journal = "Obesity Reviews",
issn = "1467-7881",
publisher = "Wiley-Blackwell",
number = "4",

}

RIS

TY - JOUR

T1 - Gut microbiota-derived lipopolysaccharide uptake and trafficking to adipose tissue

T2 - implications for inflammation and obesity

AU - Hersoug, L-G.

AU - Møller, Peter

AU - Loft, Steffen

N1 - © 2015 World Obesity.

PY - 2016/4

Y1 - 2016/4

N2 - The composition of the gut microbiota and excessive ingestion of high-fat diets (HFD) are considered to be important factors for development of obesity. In this review we describe a coherent mechanism of action for the development of obesity, which involves the composition of gut microbiota, HFD, low-grade inflammation, expression of fat translocase and scavenger receptor CD36, and the scavenger receptor class B type 1 (SR-BI). SR-BI binds to both lipids and lipopolysaccharide (LPS) from Gram-negative bacteria, which may promote incorporation of LPS in chylomicrons (CMs). These CMs are transported via lymph to the circulation, where LPS is transferred to other lipoproteins by translocases, preferentially to HDL. LPS increases the SR-BI binding, transcytosis of lipoproteins over the endothelial barrier,and endocytosis in adipocytes. Especially large size adipocytes with high metabolic activity absorb LPS-rich lipoproteins. In addition, macrophages in adipose tissue internalize LPS-lipoproteins. This may contribute to the polarization from M2 to M1 phenotype, which is a consequence of increased LPS delivery into the tissue during hypertrophy. In conclusion, evidence suggests that LPS is involved in the development of obesity as a direct targeting molecule for lipid delivery and storage in adipose tissue.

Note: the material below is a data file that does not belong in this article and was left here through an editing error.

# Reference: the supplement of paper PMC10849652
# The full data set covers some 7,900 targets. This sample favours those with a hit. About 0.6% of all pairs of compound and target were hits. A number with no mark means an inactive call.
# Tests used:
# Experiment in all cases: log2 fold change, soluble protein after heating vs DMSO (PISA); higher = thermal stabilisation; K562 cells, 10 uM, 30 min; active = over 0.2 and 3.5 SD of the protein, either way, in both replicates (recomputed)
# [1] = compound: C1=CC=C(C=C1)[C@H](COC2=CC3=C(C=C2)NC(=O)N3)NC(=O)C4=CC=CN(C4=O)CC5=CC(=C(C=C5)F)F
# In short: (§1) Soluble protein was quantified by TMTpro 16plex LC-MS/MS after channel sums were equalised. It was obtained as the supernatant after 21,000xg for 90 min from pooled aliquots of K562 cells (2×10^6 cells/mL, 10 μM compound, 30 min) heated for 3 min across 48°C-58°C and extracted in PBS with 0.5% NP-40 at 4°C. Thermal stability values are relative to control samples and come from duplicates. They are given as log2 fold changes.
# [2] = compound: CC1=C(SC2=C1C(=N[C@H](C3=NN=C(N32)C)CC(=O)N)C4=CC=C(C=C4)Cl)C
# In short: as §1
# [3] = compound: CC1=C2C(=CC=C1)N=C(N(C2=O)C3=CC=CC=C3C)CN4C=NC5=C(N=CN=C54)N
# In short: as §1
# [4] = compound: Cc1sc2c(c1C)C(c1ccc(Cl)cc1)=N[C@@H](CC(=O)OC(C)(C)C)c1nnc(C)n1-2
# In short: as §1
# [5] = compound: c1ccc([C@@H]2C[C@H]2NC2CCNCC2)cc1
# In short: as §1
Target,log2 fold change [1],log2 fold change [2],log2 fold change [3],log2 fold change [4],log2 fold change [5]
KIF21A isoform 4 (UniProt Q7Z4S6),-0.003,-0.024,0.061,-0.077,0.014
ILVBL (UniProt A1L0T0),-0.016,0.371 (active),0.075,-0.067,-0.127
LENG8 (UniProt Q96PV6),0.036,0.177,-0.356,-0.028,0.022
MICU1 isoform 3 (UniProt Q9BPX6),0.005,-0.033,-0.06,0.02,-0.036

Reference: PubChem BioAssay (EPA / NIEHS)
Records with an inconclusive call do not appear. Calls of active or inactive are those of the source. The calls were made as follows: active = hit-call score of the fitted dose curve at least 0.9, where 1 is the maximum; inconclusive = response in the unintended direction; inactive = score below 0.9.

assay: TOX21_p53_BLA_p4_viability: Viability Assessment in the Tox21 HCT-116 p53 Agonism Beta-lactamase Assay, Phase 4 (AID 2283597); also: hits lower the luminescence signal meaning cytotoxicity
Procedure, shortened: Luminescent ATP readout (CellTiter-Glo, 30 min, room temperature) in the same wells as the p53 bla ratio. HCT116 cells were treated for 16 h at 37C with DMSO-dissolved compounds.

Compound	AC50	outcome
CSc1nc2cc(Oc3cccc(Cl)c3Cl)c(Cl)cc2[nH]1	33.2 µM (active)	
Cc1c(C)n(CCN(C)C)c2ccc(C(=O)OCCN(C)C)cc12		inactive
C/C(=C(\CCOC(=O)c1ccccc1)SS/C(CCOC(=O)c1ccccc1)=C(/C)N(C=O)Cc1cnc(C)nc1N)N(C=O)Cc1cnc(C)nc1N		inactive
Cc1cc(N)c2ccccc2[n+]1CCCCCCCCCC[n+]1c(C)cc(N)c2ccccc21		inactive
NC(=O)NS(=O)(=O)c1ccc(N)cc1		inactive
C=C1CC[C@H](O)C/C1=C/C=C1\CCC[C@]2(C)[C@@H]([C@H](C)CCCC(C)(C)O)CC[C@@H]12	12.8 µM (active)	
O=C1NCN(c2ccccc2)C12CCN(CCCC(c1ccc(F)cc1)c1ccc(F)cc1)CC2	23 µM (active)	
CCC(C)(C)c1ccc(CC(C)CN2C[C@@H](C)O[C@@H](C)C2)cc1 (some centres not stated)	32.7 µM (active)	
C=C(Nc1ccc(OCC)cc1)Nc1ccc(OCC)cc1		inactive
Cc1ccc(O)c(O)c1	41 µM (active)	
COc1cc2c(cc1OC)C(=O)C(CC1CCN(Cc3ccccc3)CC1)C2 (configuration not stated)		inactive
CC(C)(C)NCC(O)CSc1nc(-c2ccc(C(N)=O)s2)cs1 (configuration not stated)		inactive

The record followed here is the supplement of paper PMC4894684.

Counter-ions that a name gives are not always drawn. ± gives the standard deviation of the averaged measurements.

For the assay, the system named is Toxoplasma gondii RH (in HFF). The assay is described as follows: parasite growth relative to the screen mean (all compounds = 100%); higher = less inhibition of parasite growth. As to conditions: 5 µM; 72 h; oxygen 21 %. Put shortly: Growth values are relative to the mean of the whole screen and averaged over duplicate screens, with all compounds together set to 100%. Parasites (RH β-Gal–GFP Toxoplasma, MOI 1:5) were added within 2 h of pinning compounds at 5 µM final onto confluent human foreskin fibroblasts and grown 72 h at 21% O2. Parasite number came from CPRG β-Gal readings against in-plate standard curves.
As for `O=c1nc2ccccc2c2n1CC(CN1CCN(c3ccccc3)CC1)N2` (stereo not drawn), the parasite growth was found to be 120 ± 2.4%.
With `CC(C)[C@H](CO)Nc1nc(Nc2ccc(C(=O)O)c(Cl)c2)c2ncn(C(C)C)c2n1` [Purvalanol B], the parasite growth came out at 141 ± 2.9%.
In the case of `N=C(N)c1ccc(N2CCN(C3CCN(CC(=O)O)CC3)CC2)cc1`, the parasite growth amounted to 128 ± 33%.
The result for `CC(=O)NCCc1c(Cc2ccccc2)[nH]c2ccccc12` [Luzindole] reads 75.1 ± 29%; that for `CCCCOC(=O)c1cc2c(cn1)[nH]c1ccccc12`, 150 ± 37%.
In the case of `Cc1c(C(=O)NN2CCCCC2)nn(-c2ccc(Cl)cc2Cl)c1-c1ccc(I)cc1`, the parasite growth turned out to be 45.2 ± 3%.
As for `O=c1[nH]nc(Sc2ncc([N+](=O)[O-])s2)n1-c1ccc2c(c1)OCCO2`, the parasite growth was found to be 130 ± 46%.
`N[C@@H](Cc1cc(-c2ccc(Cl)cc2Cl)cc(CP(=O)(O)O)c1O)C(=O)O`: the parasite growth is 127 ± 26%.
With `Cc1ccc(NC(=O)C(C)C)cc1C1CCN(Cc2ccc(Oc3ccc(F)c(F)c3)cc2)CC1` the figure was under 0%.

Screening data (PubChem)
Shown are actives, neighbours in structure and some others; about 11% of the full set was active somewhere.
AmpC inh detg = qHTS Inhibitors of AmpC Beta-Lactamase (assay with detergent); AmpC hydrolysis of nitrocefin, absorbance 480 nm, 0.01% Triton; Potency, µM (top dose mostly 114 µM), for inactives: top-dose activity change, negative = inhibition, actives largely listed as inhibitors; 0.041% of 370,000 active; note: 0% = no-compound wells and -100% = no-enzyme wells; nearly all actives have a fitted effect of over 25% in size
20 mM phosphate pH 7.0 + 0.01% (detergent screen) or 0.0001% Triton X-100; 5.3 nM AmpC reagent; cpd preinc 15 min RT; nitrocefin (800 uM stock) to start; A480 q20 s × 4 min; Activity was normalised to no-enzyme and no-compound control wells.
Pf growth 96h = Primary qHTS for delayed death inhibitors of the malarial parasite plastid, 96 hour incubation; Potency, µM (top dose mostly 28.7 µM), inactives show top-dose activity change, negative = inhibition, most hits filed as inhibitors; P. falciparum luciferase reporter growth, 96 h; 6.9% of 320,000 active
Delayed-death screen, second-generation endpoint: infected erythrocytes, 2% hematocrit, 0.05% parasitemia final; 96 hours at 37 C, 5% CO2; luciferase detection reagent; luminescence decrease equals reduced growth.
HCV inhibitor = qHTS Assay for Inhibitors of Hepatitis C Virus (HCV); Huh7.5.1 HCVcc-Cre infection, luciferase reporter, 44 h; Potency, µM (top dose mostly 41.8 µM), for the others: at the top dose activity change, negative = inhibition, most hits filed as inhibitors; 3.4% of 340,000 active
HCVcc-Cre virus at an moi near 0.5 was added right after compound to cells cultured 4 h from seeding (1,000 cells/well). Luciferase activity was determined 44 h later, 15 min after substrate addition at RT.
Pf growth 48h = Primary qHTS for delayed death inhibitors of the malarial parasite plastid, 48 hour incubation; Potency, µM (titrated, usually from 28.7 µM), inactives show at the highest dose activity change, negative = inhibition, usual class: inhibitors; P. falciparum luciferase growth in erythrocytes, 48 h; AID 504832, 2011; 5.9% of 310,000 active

AB - The composition of the gut microbiota and excessive ingestion of high-fat diets (HFD) are considered to be important factors for development of obesity. In this review we describe a coherent mechanism of action for the development of obesity, which involves the composition of gut microbiota, HFD, low-grade inflammation, expression of fat translocase and scavenger receptor CD36, and the scavenger receptor class B type 1 (SR-BI). SR-BI binds to both lipids and lipopolysaccharide (LPS) from Gram-negative bacteria, which may promote incorporation of LPS in chylomicrons (CMs). These CMs are transported via lymph to the circulation, where LPS is transferred to other lipoproteins by translocases, preferentially to HDL. LPS increases the SR-BI binding, transcytosis of lipoproteins over the endothelial barrier,and endocytosis in adipocytes. Especially large size adipocytes with high metabolic activity absorb LPS-rich lipoproteins. In addition, macrophages in adipose tissue internalize LPS-lipoproteins. This may contribute to the polarization from M2 to M1 phenotype, which is a consequence of increased LPS delivery into the tissue during hypertrophy. In conclusion, evidence suggests that LPS is involved in the development of obesity as a direct targeting molecule for lipid delivery and storage in adipose tissue.

U2 - 10.1111/obr.12370

DO - 10.1111/obr.12370

M3 - Review

VL - 17

SP - 297

EP - 312

JO - Obesity Reviews

JF - Obesity Reviews

SN - 1467-7881

IS - 4

ER -

ID: 161083151